Death of 20-year-old man potentially linked to MDMA drug overdose

A 20-year-old Canterbury man has died following a suspected MDMA overdose with police on high-alert ahead of a music festival in Queenstown tomorrow.

Detective Senior Sergeant Malcolm Inglis said there had also been two other serious incidents related to the class B drug in Queenstown last weekend.

NZ Drug Foundation executive director Sarah Helm said fatalities from unadulterated MDMA are exceptionally rare.

Inglis said an investigation was underway following the sudden death of the 20-year-old man who died in Christchurch on Sunday morning.

“Early indications are his death may relate to a potential drug overdose and inquiries into this are ongoing.

“Police would like to issue our deepest sympathies to the young man’s family who are devastated by this loss.”

The family had requested privacy at this difficult time, Inglis said.

Two people, both aged 33, have been arrested and charged with possession for supply of a Class B drug.

“We cannot rule out the possibility of more serious charges.”

The pair, a man and a woman, were expected to appear in the Christchurch District Court tomorrow.

Helm said it was unusual for police to comment on an incident like this without a toxicology report having been completed.

“We don’t yet have all of the information, so we’d caution against rushing to conclusions in this case. We don’t yet know if the substance this person took was adulterated or not,” she said.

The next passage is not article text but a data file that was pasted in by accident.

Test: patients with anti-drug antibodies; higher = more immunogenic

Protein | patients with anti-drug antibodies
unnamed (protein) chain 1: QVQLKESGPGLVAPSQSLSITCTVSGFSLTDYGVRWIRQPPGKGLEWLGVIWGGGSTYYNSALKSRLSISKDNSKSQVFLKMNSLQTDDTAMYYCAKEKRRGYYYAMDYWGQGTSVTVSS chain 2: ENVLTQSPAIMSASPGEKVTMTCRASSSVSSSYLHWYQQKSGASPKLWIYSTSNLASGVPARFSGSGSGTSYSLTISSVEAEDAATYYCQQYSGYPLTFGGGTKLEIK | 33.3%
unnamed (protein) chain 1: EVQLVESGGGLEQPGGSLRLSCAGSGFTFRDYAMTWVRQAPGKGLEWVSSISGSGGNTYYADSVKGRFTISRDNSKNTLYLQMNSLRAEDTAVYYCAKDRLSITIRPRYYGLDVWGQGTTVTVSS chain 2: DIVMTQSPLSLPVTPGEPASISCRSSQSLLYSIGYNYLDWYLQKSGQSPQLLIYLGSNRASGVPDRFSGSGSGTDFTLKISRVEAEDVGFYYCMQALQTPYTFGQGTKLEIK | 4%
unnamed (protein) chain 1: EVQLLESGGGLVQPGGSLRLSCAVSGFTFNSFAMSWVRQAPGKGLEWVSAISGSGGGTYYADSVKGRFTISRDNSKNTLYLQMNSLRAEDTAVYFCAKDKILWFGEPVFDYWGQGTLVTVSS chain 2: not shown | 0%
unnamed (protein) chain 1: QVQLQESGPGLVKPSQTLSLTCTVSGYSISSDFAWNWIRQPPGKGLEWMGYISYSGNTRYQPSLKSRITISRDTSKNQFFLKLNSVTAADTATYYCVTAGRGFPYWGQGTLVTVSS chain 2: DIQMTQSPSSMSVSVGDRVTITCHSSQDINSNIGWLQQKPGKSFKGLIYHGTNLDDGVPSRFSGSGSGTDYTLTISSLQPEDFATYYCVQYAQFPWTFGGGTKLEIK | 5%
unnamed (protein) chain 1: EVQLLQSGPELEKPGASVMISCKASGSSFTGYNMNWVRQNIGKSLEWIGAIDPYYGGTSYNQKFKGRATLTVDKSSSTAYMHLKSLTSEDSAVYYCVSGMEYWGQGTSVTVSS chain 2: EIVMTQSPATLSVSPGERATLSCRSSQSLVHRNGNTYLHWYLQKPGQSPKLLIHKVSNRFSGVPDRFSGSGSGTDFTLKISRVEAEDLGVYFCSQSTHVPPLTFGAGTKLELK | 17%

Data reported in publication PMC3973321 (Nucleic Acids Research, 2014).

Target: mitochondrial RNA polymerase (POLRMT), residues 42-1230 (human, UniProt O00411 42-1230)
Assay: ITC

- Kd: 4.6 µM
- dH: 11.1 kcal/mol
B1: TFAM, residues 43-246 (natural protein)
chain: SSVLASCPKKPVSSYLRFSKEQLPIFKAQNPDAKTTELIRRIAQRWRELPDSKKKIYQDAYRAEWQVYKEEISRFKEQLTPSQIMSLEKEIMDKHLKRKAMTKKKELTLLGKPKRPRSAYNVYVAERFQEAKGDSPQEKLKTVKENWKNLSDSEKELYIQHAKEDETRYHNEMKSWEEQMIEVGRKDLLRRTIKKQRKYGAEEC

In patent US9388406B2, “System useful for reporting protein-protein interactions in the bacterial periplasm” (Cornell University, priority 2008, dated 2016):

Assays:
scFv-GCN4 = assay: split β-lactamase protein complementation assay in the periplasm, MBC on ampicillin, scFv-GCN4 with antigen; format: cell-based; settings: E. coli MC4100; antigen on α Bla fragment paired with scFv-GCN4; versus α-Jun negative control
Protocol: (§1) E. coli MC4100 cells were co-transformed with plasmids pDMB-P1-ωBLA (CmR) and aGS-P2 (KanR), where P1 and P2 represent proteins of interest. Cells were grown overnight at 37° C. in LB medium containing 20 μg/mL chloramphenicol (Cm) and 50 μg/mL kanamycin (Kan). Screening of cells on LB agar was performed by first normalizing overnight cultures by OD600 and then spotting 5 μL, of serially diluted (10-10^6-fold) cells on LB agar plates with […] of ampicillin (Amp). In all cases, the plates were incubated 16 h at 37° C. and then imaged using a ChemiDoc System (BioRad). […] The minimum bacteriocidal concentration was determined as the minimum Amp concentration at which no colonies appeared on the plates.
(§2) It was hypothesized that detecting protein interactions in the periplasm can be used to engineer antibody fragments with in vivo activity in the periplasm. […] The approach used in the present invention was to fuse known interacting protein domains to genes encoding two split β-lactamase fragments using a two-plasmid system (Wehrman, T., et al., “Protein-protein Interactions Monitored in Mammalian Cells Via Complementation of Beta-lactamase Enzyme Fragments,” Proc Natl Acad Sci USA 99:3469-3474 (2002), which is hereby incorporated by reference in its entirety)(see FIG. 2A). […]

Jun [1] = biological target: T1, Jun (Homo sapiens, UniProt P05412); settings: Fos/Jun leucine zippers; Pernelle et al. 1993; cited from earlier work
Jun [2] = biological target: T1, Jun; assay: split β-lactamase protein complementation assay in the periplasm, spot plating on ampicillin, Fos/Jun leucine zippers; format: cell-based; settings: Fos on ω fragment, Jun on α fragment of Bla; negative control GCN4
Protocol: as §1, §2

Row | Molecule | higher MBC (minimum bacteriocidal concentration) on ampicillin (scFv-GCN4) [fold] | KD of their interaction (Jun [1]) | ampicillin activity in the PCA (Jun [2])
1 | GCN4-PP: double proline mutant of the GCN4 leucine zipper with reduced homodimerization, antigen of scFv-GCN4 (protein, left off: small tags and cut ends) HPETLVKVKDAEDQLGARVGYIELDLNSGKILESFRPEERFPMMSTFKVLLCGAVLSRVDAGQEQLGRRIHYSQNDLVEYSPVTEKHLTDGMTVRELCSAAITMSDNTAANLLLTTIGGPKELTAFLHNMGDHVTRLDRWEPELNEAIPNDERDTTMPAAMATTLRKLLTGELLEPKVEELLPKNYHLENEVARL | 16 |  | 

“Our thoughts are with this person’s friends and whānau.”

Inglis said police were also aware of two people in Queenstown who had seizures after reportedly taking the drug.

They were assisted by security guards and did not require medical treatment however “these incidents could have ended very differently”, Inglis said.

“The best thing people can do to prevent any risk is not to take illicit drugs.

“Police strongly recommend people take extreme care as what they think they may taking may in fact be a completely different drug or substance.”

Inglis said this warning from police came ahead of a music festival in Queenstown tomorrow.

“We don’t want to see anyone becoming sick or worse.”

Inglis asked anyone who was experienced concerning or unexpected effects after taking something to report it to High Alert, New Zealand’s drug early warning system, at

He said the service was anonymous function and helped keep others safe.

Helm said encouraged people to get their drugs checked.

“In the first six months of this year, a third of the drugs we tested were somewhat or completely different from what people thought they were.

“Drug checking is free, legal and completely confidential. It helps people stay safer by telling them what is in their drugs. People can find information about drug checking clinics and tips on how to stay safer at”

Subscribe to Premium


Comments are closed.